Free Will’s Absurdist Paradox


EXCERPT: Philosophers and scientists have been debating the concept of free will for centuries. While there are many nuances and subtleties, there are generally three main positions. [...]

Most people actively debating this topic today have long rejected the Libertarian possibility and are therefore discussing what’s possible within a deterministic framework that both the compatibilists and incompatibilists agree is true. This brings us to why we care at all, and continue to discuss the matter, which inevitably reduce to questions of morality. Compatibilists have a number of powerful arguments on their side.

[...] Incompatibilists have their points as well. [...] Until a couple of years ago I listed myself firmly among the Incompatibilsts.

It seems obvious to me that once a choice was made in the past—in a mechanistic world—then each outcome unfolds the only way it could have gone. And since we’re talking about determinism, we don’t have any control of the variables. From there it’s an easy move to see that all your future choices are exactly the same. That’s open and closed for me, and it’s why I’m still also an Incompatibilist.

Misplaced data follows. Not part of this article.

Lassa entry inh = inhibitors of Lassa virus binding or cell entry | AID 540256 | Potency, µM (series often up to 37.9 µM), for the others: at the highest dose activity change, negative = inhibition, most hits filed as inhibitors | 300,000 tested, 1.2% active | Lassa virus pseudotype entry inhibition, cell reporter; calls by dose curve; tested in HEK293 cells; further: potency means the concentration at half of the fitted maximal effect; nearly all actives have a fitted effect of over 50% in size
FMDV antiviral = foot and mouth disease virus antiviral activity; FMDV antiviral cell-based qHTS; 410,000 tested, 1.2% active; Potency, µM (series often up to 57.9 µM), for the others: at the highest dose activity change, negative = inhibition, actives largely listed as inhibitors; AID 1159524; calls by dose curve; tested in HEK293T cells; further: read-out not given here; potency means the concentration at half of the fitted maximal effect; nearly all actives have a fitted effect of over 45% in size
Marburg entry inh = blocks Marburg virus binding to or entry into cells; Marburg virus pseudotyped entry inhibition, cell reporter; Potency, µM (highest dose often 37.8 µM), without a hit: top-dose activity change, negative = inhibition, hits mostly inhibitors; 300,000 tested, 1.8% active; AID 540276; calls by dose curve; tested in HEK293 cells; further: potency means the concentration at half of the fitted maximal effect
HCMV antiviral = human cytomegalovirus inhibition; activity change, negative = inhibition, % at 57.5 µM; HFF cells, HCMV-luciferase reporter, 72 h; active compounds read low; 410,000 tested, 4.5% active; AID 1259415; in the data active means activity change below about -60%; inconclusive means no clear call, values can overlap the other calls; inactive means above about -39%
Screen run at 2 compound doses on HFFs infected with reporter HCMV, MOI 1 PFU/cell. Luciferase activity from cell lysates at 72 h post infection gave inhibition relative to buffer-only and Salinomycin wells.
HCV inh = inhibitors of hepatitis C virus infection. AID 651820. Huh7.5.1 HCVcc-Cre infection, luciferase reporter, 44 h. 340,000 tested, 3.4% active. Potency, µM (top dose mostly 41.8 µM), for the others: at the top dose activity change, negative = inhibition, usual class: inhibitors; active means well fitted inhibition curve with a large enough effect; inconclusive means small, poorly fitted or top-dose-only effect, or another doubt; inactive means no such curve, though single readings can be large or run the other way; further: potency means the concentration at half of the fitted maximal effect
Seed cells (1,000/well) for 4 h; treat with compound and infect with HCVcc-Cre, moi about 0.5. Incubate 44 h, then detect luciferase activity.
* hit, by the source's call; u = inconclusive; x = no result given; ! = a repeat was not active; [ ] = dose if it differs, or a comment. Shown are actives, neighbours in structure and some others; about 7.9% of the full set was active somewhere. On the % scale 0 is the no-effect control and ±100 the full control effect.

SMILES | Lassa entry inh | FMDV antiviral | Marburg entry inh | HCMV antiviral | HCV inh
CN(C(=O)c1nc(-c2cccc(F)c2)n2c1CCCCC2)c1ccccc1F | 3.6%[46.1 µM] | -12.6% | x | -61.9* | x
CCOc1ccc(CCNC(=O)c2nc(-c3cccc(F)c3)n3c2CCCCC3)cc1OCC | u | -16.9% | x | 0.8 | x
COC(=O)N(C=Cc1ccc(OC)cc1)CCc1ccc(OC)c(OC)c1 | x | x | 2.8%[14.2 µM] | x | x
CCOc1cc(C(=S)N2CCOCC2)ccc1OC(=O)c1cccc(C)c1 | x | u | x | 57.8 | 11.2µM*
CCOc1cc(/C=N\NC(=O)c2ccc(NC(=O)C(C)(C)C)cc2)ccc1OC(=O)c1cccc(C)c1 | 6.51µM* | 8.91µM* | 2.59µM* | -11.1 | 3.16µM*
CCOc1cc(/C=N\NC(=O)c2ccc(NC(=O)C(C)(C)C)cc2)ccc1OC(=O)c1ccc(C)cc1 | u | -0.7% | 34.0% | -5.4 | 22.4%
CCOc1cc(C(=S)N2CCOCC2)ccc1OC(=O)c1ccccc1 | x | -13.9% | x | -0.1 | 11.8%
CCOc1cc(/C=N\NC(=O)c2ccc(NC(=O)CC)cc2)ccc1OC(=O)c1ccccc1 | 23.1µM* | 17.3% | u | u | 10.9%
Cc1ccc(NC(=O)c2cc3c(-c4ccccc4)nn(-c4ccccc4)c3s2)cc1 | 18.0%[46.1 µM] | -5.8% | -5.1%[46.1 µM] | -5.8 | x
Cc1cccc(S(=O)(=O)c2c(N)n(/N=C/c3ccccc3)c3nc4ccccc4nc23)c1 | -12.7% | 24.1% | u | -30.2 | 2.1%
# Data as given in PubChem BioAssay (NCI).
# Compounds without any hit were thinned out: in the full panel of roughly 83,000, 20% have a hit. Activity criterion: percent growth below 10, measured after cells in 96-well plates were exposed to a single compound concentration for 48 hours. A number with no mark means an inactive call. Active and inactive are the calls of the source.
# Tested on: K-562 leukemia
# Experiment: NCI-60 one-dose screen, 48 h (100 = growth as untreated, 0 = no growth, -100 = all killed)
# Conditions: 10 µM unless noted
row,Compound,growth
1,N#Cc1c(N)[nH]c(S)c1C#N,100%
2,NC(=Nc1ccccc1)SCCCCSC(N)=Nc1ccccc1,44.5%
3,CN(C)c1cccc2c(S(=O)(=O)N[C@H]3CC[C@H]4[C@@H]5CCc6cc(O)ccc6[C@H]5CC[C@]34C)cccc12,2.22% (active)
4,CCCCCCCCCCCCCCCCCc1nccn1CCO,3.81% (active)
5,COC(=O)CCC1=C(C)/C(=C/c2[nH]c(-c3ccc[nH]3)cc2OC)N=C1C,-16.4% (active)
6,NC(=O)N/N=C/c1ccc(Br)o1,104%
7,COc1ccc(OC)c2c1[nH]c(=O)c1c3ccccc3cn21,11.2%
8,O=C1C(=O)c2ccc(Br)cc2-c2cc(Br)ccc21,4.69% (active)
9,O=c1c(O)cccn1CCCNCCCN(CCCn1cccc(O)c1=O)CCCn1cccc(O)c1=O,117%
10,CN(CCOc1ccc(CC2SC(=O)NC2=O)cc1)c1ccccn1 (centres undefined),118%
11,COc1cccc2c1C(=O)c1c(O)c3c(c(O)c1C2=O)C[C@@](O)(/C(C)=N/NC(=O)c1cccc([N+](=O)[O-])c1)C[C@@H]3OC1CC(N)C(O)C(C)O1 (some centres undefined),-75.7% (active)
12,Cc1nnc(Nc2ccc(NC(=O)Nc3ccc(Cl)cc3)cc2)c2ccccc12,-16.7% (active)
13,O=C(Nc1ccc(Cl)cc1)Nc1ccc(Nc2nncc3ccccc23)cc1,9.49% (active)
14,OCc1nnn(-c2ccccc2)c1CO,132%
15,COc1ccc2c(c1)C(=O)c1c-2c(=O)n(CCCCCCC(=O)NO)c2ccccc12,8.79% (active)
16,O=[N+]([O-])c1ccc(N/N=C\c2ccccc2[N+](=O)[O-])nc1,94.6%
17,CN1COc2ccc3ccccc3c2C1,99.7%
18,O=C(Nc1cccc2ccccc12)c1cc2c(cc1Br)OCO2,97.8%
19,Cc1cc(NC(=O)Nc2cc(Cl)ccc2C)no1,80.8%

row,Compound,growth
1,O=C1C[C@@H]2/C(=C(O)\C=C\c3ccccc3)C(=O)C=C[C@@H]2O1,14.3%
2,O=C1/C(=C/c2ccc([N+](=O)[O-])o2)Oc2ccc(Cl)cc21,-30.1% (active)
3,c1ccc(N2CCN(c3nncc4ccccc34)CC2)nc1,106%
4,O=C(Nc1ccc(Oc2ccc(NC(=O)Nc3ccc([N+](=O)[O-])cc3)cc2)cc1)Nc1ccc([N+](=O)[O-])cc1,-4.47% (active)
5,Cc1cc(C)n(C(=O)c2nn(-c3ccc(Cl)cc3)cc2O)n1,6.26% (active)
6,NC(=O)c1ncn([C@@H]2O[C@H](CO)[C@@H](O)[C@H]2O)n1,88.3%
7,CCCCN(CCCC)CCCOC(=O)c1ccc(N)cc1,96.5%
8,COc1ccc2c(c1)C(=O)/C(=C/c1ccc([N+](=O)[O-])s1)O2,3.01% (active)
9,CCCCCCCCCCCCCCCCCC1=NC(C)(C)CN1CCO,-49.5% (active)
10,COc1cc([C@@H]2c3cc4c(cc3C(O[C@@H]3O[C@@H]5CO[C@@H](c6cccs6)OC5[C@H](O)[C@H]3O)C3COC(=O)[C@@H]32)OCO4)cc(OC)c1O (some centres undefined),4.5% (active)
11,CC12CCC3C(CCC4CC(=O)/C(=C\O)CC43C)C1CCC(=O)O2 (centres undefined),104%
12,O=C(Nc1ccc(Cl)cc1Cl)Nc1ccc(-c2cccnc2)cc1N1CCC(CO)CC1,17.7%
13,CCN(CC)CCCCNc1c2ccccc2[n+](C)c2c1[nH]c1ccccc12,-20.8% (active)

I say “also” because Incompatibilism isn’t enough. What I’ve come to learn is that the problem with Incompatibilism is not that it’s wrong, but that it’s incomplete. It insists on prioritizing the abstracted world of quarks, atoms, and molecules, instead of the human world we actually live in. And that’s the point some Compatibilists have been making all along....

Quote:"And yet we must live on. We must rebel. We must embrace the unique and beautiful experiences that we have as human beings, and pretend as if we are their authors. And we must work to better ourselves despite knowing it’s all a charade."

"All the world’s a stage,
And all the men and women merely players;
They have their exits and their entrances;"--Shakespeare

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